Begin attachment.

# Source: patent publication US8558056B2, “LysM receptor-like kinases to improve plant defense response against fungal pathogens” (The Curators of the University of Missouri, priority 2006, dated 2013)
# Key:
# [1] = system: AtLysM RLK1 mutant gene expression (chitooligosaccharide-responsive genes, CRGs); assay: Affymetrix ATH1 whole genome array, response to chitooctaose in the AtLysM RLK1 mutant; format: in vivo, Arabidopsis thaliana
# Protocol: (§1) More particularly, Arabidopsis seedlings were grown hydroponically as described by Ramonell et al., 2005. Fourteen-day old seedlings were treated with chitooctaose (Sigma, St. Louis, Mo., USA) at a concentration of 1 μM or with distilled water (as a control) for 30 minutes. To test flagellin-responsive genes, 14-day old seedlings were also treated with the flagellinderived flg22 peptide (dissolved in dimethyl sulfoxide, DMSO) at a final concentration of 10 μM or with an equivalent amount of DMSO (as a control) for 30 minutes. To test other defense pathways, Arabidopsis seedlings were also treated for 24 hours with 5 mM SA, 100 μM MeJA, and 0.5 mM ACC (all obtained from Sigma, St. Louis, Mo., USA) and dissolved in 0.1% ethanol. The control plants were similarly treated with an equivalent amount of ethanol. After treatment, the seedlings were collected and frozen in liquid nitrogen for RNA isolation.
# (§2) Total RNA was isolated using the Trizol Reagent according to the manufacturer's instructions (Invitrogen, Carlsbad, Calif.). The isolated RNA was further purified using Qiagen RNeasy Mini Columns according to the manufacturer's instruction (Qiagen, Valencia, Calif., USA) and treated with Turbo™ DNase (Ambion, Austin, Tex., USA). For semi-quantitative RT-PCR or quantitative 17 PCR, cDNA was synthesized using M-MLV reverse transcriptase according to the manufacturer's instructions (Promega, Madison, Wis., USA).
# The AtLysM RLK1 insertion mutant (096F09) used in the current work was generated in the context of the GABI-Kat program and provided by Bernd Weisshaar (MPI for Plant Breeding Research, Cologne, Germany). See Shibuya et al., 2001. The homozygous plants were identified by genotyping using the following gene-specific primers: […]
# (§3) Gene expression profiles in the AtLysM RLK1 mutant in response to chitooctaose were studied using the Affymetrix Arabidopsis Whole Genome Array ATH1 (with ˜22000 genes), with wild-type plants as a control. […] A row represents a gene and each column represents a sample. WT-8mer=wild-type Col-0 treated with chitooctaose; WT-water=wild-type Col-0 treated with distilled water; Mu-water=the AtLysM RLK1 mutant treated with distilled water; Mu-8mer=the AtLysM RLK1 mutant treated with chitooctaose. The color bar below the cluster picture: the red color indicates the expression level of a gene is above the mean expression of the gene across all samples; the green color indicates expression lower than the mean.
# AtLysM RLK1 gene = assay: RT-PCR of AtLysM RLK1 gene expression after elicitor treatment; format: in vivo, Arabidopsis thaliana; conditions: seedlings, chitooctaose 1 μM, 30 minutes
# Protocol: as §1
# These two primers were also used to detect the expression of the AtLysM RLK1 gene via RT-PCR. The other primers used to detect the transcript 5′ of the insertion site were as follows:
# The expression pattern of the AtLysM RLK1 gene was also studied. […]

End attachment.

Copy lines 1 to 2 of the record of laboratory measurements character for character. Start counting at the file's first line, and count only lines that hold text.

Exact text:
# Source: patent publication US8558056B2, “LysM receptor-like kinases to improve plant defense response against fungal pathogens” (The Curators of the University of Missouri, priority 2006, dated 2013)
# Key: